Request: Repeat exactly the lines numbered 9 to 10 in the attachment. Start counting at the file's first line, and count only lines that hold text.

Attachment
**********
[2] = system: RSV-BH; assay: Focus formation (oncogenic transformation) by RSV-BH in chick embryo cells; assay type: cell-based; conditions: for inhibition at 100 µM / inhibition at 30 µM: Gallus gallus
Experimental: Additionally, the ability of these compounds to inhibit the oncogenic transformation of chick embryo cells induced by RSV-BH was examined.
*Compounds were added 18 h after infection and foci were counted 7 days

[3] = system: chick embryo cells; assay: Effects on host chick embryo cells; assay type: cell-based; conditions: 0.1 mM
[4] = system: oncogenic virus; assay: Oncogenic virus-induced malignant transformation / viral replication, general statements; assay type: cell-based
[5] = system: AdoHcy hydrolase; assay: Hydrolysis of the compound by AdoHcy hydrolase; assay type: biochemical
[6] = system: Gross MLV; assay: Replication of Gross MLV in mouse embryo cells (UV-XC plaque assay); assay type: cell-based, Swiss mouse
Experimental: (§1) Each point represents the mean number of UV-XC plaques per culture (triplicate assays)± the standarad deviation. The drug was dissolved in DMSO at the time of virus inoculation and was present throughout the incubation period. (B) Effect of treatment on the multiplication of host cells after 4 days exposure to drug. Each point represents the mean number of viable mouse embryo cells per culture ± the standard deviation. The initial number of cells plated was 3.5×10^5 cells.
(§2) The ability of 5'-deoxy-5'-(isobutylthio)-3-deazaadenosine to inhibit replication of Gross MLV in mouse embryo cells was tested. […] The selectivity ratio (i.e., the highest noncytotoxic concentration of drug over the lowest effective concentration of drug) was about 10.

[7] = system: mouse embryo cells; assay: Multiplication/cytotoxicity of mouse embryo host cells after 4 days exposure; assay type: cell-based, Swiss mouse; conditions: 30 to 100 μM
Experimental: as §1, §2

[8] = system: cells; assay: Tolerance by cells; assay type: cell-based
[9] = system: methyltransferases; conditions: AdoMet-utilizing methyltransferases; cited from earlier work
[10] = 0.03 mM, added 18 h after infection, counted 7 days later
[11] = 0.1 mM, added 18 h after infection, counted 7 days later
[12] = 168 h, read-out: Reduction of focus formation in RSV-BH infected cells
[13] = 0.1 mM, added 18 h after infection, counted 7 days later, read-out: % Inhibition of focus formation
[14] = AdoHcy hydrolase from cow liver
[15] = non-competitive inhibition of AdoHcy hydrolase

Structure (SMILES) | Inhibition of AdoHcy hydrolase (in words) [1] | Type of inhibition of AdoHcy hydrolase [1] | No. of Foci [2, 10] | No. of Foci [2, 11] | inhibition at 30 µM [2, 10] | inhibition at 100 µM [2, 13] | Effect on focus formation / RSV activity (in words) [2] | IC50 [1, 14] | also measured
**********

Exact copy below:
(§2) The ability of 5'-deoxy-5'-(isobutylthio)-3-deazaadenosine to inhibit replication of Gross MLV in mouse embryo cells was tested. […] The selectivity ratio (i.e., the highest noncytotoxic concentration of drug over the lowest effective concentration of drug) was about 10.

[7] = system: mouse embryo cells; assay: Multiplication/cytotoxicity of mouse embryo host cells after 4 days exposure; assay type: cell-based, Swiss mouse; conditions: 30 to 100 μM